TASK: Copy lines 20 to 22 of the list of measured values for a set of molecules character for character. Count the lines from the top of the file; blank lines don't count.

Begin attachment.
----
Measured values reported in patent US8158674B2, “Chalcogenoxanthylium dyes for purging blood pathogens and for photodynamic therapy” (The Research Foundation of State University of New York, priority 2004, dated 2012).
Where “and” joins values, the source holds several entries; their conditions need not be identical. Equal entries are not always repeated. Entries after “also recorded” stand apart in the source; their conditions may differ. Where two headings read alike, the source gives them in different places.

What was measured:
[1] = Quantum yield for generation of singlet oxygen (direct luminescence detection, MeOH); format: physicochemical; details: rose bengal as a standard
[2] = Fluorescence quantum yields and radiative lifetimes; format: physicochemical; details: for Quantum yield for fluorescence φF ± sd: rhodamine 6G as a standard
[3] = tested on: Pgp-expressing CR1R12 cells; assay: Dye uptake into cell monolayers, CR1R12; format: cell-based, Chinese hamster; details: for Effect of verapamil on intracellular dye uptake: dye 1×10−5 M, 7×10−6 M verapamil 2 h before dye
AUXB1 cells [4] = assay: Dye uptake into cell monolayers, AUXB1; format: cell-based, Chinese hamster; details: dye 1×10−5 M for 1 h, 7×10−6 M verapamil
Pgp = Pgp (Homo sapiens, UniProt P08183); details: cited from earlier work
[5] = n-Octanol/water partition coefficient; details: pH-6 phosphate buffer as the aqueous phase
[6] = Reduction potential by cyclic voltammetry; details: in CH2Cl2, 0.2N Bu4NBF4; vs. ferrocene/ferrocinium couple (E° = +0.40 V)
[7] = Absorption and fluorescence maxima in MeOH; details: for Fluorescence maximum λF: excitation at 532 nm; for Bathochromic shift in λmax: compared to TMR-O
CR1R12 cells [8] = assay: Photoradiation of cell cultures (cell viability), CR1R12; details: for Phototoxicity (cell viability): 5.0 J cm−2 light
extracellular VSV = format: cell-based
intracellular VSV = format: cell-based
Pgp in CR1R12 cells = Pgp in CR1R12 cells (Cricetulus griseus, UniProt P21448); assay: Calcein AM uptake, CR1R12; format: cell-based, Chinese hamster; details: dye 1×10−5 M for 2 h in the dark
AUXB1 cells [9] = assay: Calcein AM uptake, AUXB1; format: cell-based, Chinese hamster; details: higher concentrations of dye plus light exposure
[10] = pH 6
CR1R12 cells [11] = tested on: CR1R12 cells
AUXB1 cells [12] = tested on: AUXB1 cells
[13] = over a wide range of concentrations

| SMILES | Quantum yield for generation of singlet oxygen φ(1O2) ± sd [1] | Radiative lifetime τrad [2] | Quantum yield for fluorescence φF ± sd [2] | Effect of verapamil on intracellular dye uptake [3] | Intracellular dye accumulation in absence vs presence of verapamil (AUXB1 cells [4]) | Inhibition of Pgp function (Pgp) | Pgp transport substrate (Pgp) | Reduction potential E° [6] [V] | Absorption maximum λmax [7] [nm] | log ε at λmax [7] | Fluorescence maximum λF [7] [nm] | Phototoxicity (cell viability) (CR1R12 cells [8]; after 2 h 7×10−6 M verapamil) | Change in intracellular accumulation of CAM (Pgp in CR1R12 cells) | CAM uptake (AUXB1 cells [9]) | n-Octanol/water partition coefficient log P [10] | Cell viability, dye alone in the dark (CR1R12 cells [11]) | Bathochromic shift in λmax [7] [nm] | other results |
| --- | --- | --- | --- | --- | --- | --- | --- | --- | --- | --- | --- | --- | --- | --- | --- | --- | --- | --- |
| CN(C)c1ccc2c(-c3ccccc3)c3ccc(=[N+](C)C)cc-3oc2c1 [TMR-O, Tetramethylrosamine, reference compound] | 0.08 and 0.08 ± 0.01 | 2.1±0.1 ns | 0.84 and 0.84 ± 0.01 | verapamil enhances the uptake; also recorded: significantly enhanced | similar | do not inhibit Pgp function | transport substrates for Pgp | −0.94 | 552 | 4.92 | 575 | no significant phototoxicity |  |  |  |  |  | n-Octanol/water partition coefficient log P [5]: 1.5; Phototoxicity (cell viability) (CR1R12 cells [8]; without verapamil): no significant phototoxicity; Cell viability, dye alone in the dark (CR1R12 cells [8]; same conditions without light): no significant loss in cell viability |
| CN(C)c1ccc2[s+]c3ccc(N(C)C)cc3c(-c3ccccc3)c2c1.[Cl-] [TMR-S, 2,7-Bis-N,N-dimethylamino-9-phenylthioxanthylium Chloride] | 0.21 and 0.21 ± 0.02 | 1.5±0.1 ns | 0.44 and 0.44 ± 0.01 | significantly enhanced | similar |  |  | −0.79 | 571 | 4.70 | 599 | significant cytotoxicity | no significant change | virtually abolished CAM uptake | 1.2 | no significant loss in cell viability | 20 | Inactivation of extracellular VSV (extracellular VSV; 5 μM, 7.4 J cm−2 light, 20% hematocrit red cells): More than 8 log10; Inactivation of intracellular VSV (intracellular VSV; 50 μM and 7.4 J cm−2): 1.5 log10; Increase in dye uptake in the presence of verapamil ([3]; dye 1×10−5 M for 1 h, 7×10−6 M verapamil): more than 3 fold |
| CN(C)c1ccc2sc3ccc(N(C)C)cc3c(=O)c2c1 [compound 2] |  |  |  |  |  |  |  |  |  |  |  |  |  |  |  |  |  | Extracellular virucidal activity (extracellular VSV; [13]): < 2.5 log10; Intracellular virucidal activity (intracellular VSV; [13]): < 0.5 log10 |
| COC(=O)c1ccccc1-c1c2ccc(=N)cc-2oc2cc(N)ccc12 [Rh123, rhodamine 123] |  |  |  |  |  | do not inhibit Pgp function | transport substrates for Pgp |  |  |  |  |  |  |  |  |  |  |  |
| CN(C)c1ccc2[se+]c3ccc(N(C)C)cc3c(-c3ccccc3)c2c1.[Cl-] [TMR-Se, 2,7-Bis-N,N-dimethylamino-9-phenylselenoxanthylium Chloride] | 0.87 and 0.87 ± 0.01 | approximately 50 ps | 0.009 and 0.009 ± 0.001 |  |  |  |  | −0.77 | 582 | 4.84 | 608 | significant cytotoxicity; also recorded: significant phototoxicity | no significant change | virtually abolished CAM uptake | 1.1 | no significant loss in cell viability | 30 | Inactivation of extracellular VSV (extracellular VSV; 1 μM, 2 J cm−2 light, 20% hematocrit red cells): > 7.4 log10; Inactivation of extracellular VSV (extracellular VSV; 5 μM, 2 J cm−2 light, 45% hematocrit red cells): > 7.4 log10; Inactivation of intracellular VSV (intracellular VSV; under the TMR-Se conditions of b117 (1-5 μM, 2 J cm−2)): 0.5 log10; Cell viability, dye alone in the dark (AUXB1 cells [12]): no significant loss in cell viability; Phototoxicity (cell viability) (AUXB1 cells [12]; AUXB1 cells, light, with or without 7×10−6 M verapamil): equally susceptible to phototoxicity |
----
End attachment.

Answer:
[13] = over a wide range of concentrations

| SMILES | Quantum yield for generation of singlet oxygen φ(1O2) ± sd [1] | Radiative lifetime τrad [2] | Quantum yield for fluorescence φF ± sd [2] | Effect of verapamil on intracellular dye uptake [3] | Intracellular dye accumulation in absence vs presence of verapamil (AUXB1 cells [4]) | Inhibition of Pgp function (Pgp) | Pgp transport substrate (Pgp) | Reduction potential E° [6] [V] | Absorption maximum λmax [7] [nm] | log ε at λmax [7] | Fluorescence maximum λF [7] [nm] | Phototoxicity (cell viability) (CR1R12 cells [8]; after 2 h 7×10−6 M verapamil) | Change in intracellular accumulation of CAM (Pgp in CR1R12 cells) | CAM uptake (AUXB1 cells [9]) | n-Octanol/water partition coefficient log P [10] | Cell viability, dye alone in the dark (CR1R12 cells [11]) | Bathochromic shift in λmax [7] [nm] | other results |
| --- | --- | --- | --- | --- | --- | --- | --- | --- | --- | --- | --- | --- | --- | --- | --- | --- | --- | --- |